National laws do not exist in a vacuum. Independently of whether we subscribe to national law theory or legal positivism, we must accept that all laws are born and indeed contextualised within the given society that they are meant to regulate. This is also true for regional laws such as those passed by the European Commission. In November 2015, the Victims’ Directive came into force to strengthen the position of the victim in criminal proceedings while adding new rights and safeguards. This super-law was the outcome of decades of campaigning, political battles and lobbying by victims and feminists groups. Civil liberties and human rights NGOs also play a key role in bringing this law to what we have now come to call “European society”.
Within this regional law and European society, restorative justice is regulated so that it is provided safely, consistently and according to standards. Here, I identify a paradox (2015a).
We tend to forget that the criminal justice system is a modern construct. In other periods and cultures, the response to, what we call today, ‘delinquency’ did not fall within the legal positivistic understanding of ‘crime’ adopted by our modern Western societies. In fact, what we understand today as ‘crime’ was seen by the early communities as a conflict between individuals. Consequently, the terms “offender” and “victims” were coined as a result of this legal positivistic framework.
Even more importantly, we also seem to forget that in the pursuit of justice, those who had been hurt, and we now call victims, used to have a central role in the decision making process. In fact, there is a general agreement in the literature that in Europe, victims’ roles in criminal proceedings started to deteriorate only during the Middle Ages, and that the major change occurred in the 9th century (Fry, 1951). In Europe, this process was complete by the end of the 12th century (Rossner, 1989), when the ‘State’ had taken control of conflicts (Christie, 1977). Michalowski (1985) claimed that formal law emerged as a means of controlling property and relations, and that the concept of individual property and the history of law were from then and on inseparable.
In consequence, as the rights of the ‘State’ gradually overshadowed those of the victim and the individual, the criminal justice system was no longer victim-focused. What also emerged from this development was the division of law between ‘public’ and ‘private’. According to this new paradigm, ‘crime’ was mostly dealt with as an act against the State and the public interest, while offences against individuals’ rights were pursued separately as ‘torts’. The terms “offender” and “victims” started to be used and the criminal justice system became state-focused and state-led. A paradox was thus created whereby the criminal justice system was structured around the State without victim involvement.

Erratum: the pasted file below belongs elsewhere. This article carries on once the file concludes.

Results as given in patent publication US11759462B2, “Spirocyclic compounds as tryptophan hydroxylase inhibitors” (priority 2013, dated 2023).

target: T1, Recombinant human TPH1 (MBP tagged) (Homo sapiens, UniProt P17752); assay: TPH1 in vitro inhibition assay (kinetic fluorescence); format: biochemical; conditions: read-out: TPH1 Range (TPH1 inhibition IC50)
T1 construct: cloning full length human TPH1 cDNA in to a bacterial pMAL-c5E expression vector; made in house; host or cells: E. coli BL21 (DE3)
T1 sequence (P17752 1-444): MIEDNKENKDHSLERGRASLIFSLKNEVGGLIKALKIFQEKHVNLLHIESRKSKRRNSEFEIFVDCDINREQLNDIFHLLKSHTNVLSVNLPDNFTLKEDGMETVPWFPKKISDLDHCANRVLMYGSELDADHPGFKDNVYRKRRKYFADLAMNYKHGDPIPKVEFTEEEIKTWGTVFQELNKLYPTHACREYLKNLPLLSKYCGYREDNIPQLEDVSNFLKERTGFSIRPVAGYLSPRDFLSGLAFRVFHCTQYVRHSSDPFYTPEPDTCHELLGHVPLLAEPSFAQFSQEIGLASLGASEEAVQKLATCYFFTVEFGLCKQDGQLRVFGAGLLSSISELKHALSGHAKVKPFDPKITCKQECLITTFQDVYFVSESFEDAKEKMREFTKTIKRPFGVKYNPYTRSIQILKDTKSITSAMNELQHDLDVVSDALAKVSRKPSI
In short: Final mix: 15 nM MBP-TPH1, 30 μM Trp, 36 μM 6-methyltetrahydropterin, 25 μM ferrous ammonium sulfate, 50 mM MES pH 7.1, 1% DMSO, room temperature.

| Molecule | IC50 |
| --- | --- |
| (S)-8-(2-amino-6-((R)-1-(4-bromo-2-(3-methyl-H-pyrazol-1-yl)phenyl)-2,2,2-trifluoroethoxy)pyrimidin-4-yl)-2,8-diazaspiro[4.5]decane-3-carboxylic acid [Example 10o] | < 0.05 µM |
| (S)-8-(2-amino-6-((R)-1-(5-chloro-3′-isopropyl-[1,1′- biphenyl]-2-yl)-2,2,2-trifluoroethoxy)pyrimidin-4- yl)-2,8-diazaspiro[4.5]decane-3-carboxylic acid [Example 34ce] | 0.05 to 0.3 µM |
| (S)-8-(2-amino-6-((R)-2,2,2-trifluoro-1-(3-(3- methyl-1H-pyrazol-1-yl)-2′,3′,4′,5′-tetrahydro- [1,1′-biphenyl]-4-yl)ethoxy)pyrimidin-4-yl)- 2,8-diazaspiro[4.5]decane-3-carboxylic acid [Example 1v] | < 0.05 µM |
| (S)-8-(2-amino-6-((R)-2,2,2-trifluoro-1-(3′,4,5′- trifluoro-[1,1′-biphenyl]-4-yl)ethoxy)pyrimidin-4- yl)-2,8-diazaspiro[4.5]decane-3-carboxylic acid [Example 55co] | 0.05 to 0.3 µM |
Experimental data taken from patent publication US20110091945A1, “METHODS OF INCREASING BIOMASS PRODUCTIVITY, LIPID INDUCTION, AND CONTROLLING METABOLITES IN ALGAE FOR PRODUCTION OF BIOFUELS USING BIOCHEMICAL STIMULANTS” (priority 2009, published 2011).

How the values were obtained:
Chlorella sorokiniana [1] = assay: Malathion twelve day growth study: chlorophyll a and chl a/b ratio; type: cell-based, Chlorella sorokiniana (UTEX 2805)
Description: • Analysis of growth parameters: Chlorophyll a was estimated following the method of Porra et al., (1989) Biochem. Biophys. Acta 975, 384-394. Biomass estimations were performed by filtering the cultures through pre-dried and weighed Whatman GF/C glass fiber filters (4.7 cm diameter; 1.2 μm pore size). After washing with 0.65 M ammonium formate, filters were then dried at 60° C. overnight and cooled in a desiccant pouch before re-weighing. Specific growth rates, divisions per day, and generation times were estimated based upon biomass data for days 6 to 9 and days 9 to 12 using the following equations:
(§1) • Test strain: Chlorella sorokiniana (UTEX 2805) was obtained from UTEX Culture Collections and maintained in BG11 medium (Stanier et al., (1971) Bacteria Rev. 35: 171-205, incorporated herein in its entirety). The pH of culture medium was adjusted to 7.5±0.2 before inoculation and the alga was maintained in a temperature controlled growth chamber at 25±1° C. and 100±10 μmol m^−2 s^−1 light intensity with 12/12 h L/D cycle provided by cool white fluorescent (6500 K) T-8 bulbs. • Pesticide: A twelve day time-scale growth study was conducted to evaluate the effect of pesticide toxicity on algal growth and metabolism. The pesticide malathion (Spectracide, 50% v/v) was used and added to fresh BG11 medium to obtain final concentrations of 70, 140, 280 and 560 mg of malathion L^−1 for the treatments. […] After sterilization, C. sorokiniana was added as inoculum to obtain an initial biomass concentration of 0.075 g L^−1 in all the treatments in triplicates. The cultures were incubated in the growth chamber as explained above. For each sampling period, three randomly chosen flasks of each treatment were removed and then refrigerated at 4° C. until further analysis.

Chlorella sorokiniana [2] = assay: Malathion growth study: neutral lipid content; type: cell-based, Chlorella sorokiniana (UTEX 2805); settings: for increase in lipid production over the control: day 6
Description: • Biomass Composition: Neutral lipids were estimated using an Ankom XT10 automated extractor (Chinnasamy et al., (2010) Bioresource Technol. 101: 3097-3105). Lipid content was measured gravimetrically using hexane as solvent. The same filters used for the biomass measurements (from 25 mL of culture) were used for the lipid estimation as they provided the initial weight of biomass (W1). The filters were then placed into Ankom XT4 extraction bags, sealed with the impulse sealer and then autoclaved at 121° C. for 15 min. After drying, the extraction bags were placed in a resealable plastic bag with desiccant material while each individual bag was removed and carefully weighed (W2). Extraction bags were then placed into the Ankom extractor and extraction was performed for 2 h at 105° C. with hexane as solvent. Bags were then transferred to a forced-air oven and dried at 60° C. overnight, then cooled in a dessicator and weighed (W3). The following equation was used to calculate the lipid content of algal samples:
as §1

It is my view (and indeed of many others) that one of the key reasons that restorative justice resurfaced was to empower all those involved in harm to face what happened and collectively find a way forward (and even try to restore). Within this understanding of “parties in conflict”, the modern criminal justice labels of “victim” and “offender” collapse (Gavrielides, 2015b). Therefore, I must ask how reconcilable is the new super-law with the original intentions of restorative justice?
In my latest edited collection "Offenders no More", my distinguised authors challenge the notion of labels while helping us refocus on what Nils Christie was interested in and that is the restoration of the harm and not the punishment of the label (Christie, 1977).
The notions of labels, how reconcilable they are with restorative justice (even when integrated in super-laws for the protection of victims) as well as how we move forward will be the topic of my public lecture at the European Centre of Excellence at the University of Alberta on 22nd February.
As the restorative justice movement leaves the era of innovation and enters the new reality of integration, I propose a new paradigm of co-existence with existing criminal justice priorities and philosophies (Gavrielides, 2015c).
Gavrielides, T. (2015a). “Repositioning Restorative Justice in Europe: The Victims’ Directive”, Special Issue – Restorative Justice – Victims and Offenders Journal. DOI: 10.1080/15564886.2015.1105342
Gavrielides, T. (2015b). Offenders No More: An Interdisciplinary Restorative Justice Dialogue, New York: Nova Science Publishers. ISBN 978-1-63483-681-4.
Gavrielides, T. (2015c). The Psychology of Restorative Justice: Managing the Power Within. Ashgate Publishing: Furnham, ISBN 978-1-4724-5530-7.